Rosemary's Baby fans be forewarned: there is little entertainment but much ponderous discussion about theological history in this book on the Christian obsession with sex and demons during the 15th and 16th centuries. To explain this phenomenon, Stephens (Italian, Johns Hopkins; Giants in Those Days: Folklore, Ancient History and Nationalism) turns his attention to the witchcraft treatises written during that time rather than to accounts of the trials themselves. A conscientious historian and writer, he places his work in the context of what has already been done and is careful to point out the dangers of foisting the concerns of one's own era on the goings-on of another. Instead, Stephens attempts to show at great length and with considerable scholarship that this preoccupation had to do with nothing less than theologians' uncertainty about the realness of demons, without whose existence the very precepts of Christianity could be called into question. Recommended for academic libraries. Ellen D. Gilbert, Princeton, NJ
Copyright 2002 Cahners Business Information, Inc. --This text refers to the Hardcover edition.

Product Details

  • Paperback: 478 pages
  • Publisher: University Of Chicago Press (August 15, 2003)
  • Language: English
  • ISBN-10: 0226772624
  • ISBN-13: 978-0226772622
  • Product Dimensions: 9.1 x 5.9 x 1.2 inches
  • Shipping Weight: 1.4 pounds (View shipping rates and policies)
  • Average Customer Review: 4.5 out of 5 stars  See all reviews (2 customer reviews)
  • Amazon Best Sellers Rank: #1,238,151 in Books (See Top 100 in Books)

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34 of 35 people found the following review helpful
5.0 out of 5 stars Hunting Demons to Boost Faith July 15, 2002
Walter Stephens points out, in _Demon Lovers: Witchcraft, Sex, and the Crisis of Belief_ (University of Chicago Press) that the notoriety of the misogyny of witch hunters of centuries ago is misplaced. He has read extensively in the _Malleus Maleficarum_ and similar documents, and has written a scholarly, large, comprehensive, and well referenced work demonstrating that such books were written to prove that demons were real, and by so doing prove that God, Jesus, and the other articles of faith were inarguably true. Stephens has turned customary reasoning about the _Malleus_ and other writings about witchcraft on its head, but lucidly provides enough evidence to prove his case.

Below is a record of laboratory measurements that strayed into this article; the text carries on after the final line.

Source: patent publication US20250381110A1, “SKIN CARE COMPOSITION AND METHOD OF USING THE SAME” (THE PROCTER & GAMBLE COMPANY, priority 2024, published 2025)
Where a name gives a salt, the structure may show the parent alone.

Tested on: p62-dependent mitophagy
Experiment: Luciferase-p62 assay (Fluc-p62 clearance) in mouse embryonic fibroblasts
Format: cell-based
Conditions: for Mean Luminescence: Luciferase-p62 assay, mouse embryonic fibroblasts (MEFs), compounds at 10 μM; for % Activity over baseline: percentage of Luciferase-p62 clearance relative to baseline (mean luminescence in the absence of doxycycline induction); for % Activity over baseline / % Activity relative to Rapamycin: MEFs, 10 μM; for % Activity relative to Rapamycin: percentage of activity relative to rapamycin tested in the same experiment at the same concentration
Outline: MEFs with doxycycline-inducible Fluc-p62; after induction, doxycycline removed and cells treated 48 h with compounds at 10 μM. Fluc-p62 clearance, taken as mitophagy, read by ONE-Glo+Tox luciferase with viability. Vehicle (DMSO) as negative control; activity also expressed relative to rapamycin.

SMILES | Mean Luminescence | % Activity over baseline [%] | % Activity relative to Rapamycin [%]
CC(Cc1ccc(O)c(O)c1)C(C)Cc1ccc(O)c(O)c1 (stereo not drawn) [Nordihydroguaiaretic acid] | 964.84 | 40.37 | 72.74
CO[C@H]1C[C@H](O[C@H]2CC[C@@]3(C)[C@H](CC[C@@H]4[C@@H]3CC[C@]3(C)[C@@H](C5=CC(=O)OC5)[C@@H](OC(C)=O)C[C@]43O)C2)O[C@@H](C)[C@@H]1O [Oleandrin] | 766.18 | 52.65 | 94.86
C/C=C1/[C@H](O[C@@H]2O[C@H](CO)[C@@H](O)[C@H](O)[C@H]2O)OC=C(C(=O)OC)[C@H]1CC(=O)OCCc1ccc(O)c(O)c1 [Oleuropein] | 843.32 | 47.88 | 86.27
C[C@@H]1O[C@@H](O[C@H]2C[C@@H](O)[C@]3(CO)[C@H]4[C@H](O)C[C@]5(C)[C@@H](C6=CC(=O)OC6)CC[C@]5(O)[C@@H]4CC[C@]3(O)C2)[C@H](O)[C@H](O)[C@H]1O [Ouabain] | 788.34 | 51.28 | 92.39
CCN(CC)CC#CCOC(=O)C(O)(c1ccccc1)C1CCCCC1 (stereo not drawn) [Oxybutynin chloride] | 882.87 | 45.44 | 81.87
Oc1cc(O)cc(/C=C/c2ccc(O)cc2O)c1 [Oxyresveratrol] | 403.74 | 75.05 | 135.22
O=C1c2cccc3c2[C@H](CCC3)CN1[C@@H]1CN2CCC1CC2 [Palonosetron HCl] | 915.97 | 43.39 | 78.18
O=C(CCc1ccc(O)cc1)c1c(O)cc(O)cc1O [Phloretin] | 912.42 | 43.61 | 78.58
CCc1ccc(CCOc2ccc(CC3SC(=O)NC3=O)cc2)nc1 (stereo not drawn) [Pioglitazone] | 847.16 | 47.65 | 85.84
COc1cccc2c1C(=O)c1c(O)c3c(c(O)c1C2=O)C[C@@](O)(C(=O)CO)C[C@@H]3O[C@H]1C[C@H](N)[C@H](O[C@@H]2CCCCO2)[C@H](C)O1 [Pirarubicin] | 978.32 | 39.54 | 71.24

"Witch theorists" wanted some sort of physical demonstration of the existence of demons, but had no recourse but to rely on the testimony of experts. Unfortunately, the experts were witches. Their testimony was inherently unreliable, not only because it was often obtained under torture, but because they were, well, witches. The most material manifestation of demons would be not just that they appeared to witches, nor flew them through the air, but that they actually had physical sex with them. "If demonic copulation had been an obvious and axiomatic fact of life, it would not have received the minute, voluminous exposition and vehement defense that these writers devoted to it." The enquiries about demonic sex were not an ethical effort, but rather a scientific one, although the science was rudimentary and full of error. Pope Innocent VIII had issued a bull which proclaimed the naughtiness of those who "...transgressed with incubus and succubus demons," and so the witch theorists were therefore on firm ground in maintaining that demonic sex was happening, and happening often.
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9 of 10 people found the following review helpful
4.0 out of 5 stars Don't Let the Title Fool You June 25, 2007
By D
A very good book, well thought out and reasoned, with a wealth of supporting evidence and facts. I can only imagine that the publishers thought that the title would somehow help to sell books, though the type of reader who is looking for books about demonic copulation would do better to browse the Anime section. For anyone who wishes to learn a little bit more about a very dark time in human history and an intriguing theory as to the driving motivations behind it will find this book invaluable.